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Editor’s Column: The problem with democracy

I probably shouldn’t admit this, but I am the kind of person who enjoys (or at least doesn’t mind) sitting in on a good debate about the rules of order at a business meeting. This kind of passionate bickering about tabling resolutions probably doesn’t happen at biker gang summits.

The most recent rules-of-order-related dispute I witnessed broke out at the Saskatchewan Pulse Growers Annual General Meeting at CropSphere in January, when the SPG board of directors brought forward a proposal.

The board was looking for authorization to appoint two additional members to its seven-member board, saying seven people were no longer enough.

As the pulse industry has grown, there are more and more issues for farmer board members to focus on, and more related boards that require SPG representation. When the seven-member board was set up, former board member Vicki Dutton said at the microphone, “it was a different industry.”

That sounded reasonable; nobody in the room wanted to demand that SPG (volunteer) board members work longer hours and spend more days away from their farms. The bit that caused the problem was that the board had requested that the two appointees not necessarily be farmers.

This was not too popular in the room. There was a general feeling that it would be better if the two appointed members were farmers. If the board needed outside expertise, it could hire that, while keeping the board reserved for farmer members.

Could the resolution be amended? Or would members have to vote it down and start again with a brand new resolution, calling for the appointment of two farmer board members?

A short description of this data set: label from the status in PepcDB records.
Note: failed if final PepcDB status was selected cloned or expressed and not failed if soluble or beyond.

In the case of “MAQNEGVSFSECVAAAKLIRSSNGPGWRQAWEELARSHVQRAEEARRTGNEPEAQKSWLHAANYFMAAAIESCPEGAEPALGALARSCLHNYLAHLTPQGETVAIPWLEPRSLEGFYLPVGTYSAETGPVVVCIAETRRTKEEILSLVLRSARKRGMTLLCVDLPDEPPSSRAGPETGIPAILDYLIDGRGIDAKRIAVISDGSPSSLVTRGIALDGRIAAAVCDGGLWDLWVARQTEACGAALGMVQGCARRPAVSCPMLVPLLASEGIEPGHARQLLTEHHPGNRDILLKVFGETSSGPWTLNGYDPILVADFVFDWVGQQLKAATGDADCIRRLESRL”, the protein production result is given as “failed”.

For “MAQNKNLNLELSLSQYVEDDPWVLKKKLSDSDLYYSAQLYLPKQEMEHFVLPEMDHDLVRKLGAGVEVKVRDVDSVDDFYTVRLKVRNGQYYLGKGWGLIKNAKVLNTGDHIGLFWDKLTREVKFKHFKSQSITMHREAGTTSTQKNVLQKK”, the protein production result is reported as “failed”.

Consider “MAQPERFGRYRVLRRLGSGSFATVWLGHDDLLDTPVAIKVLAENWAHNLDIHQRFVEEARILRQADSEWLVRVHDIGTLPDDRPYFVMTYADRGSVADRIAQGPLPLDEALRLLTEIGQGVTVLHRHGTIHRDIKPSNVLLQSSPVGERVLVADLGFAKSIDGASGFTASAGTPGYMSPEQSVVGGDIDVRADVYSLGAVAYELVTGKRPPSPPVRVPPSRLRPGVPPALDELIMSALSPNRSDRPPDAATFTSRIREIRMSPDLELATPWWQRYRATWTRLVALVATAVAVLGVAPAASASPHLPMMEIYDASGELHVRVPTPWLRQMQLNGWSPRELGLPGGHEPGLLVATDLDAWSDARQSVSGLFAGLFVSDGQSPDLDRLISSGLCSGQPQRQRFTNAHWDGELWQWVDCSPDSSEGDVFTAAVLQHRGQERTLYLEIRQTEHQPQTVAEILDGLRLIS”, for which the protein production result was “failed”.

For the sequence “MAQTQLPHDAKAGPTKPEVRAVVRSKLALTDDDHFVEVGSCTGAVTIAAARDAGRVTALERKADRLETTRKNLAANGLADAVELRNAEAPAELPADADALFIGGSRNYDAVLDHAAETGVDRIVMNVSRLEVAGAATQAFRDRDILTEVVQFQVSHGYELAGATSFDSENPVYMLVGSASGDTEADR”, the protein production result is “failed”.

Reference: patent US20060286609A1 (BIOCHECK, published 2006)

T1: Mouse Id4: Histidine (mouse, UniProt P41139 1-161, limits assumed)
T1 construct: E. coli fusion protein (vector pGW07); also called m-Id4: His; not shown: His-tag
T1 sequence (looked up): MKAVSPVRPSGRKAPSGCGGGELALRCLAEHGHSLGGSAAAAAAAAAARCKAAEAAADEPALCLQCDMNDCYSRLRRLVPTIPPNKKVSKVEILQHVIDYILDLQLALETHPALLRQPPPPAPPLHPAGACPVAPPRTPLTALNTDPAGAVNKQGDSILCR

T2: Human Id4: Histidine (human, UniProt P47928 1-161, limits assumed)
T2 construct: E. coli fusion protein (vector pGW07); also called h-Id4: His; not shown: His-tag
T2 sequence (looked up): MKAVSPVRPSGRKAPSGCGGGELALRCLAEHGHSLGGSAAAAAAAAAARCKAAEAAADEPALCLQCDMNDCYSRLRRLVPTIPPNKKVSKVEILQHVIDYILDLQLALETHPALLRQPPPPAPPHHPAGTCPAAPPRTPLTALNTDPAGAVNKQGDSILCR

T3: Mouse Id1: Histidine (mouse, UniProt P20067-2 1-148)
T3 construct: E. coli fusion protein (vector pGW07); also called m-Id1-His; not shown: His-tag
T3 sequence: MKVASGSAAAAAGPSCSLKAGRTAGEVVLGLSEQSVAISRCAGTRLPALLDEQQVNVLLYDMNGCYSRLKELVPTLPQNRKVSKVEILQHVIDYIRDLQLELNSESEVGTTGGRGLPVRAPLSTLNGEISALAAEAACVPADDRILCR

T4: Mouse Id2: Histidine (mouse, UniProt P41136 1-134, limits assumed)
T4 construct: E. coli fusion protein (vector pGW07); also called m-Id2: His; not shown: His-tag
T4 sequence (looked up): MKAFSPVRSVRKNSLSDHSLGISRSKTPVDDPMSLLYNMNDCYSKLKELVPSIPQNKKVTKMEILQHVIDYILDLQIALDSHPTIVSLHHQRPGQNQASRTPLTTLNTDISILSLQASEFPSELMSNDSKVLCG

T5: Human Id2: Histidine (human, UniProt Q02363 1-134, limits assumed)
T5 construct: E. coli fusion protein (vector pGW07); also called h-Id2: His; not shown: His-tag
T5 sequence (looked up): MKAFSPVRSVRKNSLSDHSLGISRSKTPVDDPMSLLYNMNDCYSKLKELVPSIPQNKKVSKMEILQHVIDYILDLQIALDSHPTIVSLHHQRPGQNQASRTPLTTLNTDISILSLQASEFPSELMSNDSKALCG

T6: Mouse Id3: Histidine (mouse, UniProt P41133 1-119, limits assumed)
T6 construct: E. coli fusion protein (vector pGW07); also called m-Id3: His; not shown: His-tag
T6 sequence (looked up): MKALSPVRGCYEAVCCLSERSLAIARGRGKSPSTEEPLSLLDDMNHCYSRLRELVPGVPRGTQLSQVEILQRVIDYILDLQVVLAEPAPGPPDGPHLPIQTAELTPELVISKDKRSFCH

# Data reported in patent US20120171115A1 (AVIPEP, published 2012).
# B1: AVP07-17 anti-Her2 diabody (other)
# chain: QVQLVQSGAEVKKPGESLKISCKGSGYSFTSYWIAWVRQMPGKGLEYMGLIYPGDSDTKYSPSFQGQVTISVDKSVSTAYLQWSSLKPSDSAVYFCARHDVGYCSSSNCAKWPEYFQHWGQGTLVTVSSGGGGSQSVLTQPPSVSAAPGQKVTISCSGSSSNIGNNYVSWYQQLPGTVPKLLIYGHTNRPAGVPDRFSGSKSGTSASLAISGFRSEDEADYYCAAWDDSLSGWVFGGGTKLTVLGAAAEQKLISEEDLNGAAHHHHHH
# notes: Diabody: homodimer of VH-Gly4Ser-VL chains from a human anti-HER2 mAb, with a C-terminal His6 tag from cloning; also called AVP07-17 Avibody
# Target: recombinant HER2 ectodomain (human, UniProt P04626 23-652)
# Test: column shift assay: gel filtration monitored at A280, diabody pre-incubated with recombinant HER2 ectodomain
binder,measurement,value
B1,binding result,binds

Netflix probably isn’t going to make a movie out of this kind of compelling drama any time soon, but, as I said, this is the kind of polite debate I don’t mind watching. However, it is the kind of time-suck that might be keeping farmers off of the board and out of the AGM in the first place.

Elected is best. Maybe

After several speakers meandered up to the mike, the room decided to vote down the first resolution and came back with another: a proposal to allow the board to appoint two additional farmer members. This resolution was approved.

While it seemed clear that if there are going to be more people on the board, almost everyone in the room would have preferred that there be two more elected members, the board had made a pretty good case for appointments.

Chair Brad Blackwell pointed out that not enough farmers are running for this board (this is the case for most commodity boards). “This is the third year in a row we’ve had no elections,” he said. While, of course, this is a sign that Saskatchewan farmers are happy with the work of the current SPG board, it might also indicate a general lack of interest in the project. Requiring more farmers to run might not pull more qualified farmers out of the woodwork.

Another problem with electing more farmers is regional representation. On this board, and many commodity boards, some areas of the province are better represented than others. Having spent hours that morning driving from the farm to Saskatoon in -37 C, I can tell you exactly why that is. If the SPG wants to recruit a member from a far-flung area, it’s going to need to find someone with new winter tires and a SiriusXM subscription. Not to mention a spouse or child who doesn’t mind staying home to do the actual work. While appointing rather than electing board members doesn’t make the distance from Saskatoon to Carduff shorter, it can remove one hurdle.

Another potential problem is the three-year terms. The board proposed to appoint members for just one year. A past board member pointed out that a young potential board member with no previous experience may not want to commit to a three-year gig, before they have a chance to see what sort of work is involved.

There was also a vague hint of the possibility of using the appointed positions to increase the representation by women on the board.

All of these reasons seem sound. Even though I, and everyone else in the room, seemed to wish these problems didn’t exist, the room supported adding two elected positions. But I don’t think anyone was particularly thrilled.

There’s no replacement for democracy. Except sometimes when there is.

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